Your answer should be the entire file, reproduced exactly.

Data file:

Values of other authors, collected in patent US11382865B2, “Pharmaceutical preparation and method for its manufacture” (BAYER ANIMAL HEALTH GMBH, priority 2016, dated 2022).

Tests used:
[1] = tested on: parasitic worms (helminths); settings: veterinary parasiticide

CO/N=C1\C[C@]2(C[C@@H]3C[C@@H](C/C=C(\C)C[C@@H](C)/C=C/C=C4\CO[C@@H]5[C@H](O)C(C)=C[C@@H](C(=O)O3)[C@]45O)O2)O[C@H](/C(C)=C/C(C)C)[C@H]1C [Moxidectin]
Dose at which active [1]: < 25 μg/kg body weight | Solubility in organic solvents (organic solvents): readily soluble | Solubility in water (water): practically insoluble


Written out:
Values of other authors, collected in patent US11382865B2, “Pharmaceutical preparation and method for its manufacture” (BAYER ANIMAL HEALTH GMBH, priority 2016, dated 2022).

Tests used:
[1] = tested on: parasitic worms (helminths); settings: veterinary parasiticide

CO/N=C1\C[C@]2(C[C@@H]3C[C@@H](C/C=C(\C)C[C@@H](C)/C=C/C=C4\CO[C@@H]5[C@H](O)C(C)=C[C@@H](C(=O)O3)[C@]45O)O2)O[C@H](/C(C)=C/C(C)C)[C@H]1C [Moxidectin]
Dose at which active [1]: < 25 μg/kg body weight | Solubility in organic solvents (organic solvents): readily soluble | Solubility in water (water): practically insoluble